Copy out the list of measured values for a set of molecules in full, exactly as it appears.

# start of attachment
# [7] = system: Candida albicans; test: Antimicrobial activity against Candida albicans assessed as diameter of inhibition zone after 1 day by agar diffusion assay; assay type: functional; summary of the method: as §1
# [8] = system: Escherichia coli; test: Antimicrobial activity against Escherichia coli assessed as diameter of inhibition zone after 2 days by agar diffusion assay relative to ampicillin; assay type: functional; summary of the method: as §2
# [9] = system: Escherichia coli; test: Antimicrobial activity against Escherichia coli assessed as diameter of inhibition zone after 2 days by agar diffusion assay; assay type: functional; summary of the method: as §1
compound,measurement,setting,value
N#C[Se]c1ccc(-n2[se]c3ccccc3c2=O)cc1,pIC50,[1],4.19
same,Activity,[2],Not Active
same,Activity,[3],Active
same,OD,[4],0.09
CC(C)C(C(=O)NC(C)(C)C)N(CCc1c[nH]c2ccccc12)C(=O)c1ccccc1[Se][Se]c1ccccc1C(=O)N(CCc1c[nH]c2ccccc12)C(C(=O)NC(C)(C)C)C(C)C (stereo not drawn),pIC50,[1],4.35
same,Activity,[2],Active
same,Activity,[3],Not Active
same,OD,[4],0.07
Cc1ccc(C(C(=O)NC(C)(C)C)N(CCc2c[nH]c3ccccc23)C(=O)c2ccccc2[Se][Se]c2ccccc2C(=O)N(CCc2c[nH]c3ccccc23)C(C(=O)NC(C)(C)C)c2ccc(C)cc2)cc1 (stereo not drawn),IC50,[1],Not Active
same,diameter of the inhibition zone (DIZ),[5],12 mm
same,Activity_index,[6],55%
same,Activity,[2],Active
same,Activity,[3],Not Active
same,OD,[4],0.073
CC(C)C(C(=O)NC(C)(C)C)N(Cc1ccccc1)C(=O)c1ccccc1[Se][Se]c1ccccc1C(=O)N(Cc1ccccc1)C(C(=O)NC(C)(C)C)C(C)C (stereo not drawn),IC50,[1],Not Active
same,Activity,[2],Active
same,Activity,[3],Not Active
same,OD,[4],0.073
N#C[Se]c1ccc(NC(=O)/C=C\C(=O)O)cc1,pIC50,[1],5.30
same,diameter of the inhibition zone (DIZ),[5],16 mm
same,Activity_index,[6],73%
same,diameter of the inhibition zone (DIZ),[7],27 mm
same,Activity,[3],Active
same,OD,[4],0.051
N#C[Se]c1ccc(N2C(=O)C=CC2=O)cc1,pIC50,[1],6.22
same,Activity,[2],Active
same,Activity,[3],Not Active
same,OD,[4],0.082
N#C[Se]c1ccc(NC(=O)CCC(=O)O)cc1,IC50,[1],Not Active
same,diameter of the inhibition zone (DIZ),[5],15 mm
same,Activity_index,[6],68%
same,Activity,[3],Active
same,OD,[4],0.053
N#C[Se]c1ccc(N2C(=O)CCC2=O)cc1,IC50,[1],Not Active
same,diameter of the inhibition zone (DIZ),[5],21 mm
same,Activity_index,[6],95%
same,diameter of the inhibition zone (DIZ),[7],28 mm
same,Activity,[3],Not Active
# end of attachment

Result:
# [7] = system: Candida albicans; test: Antimicrobial activity against Candida albicans assessed as diameter of inhibition zone after 1 day by agar diffusion assay; assay type: functional; summary of the method: as §1
# [8] = system: Escherichia coli; test: Antimicrobial activity against Escherichia coli assessed as diameter of inhibition zone after 2 days by agar diffusion assay relative to ampicillin; assay type: functional; summary of the method: as §2
# [9] = system: Escherichia coli; test: Antimicrobial activity against Escherichia coli assessed as diameter of inhibition zone after 2 days by agar diffusion assay; assay type: functional; summary of the method: as §1
compound,measurement,setting,value
N#C[Se]c1ccc(-n2[se]c3ccccc3c2=O)cc1,pIC50,[1],4.19
same,Activity,[2],Not Active
same,Activity,[3],Active
same,OD,[4],0.09
CC(C)C(C(=O)NC(C)(C)C)N(CCc1c[nH]c2ccccc12)C(=O)c1ccccc1[Se][Se]c1ccccc1C(=O)N(CCc1c[nH]c2ccccc12)C(C(=O)NC(C)(C)C)C(C)C (stereo not drawn),pIC50,[1],4.35
same,Activity,[2],Active
same,Activity,[3],Not Active
same,OD,[4],0.07
Cc1ccc(C(C(=O)NC(C)(C)C)N(CCc2c[nH]c3ccccc23)C(=O)c2ccccc2[Se][Se]c2ccccc2C(=O)N(CCc2c[nH]c3ccccc23)C(C(=O)NC(C)(C)C)c2ccc(C)cc2)cc1 (stereo not drawn),IC50,[1],Not Active
same,diameter of the inhibition zone (DIZ),[5],12 mm
same,Activity_index,[6],55%
same,Activity,[2],Active
same,Activity,[3],Not Active
same,OD,[4],0.073
CC(C)C(C(=O)NC(C)(C)C)N(Cc1ccccc1)C(=O)c1ccccc1[Se][Se]c1ccccc1C(=O)N(Cc1ccccc1)C(C(=O)NC(C)(C)C)C(C)C (stereo not drawn),IC50,[1],Not Active
same,Activity,[2],Active
same,Activity,[3],Not Active
same,OD,[4],0.073
N#C[Se]c1ccc(NC(=O)/C=C\C(=O)O)cc1,pIC50,[1],5.30
same,diameter of the inhibition zone (DIZ),[5],16 mm
same,Activity_index,[6],73%
same,diameter of the inhibition zone (DIZ),[7],27 mm
same,Activity,[3],Active
same,OD,[4],0.051
N#C[Se]c1ccc(N2C(=O)C=CC2=O)cc1,pIC50,[1],6.22
same,Activity,[2],Active
same,Activity,[3],Not Active
same,OD,[4],0.082
N#C[Se]c1ccc(NC(=O)CCC(=O)O)cc1,IC50,[1],Not Active
same,diameter of the inhibition zone (DIZ),[5],15 mm
same,Activity_index,[6],68%
same,Activity,[3],Active
same,OD,[4],0.053
N#C[Se]c1ccc(N2C(=O)CCC2=O)cc1,IC50,[1],Not Active
same,diameter of the inhibition zone (DIZ),[5],21 mm
same,Activity_index,[6],95%
same,diameter of the inhibition zone (DIZ),[7],28 mm
same,Activity,[3],Not Active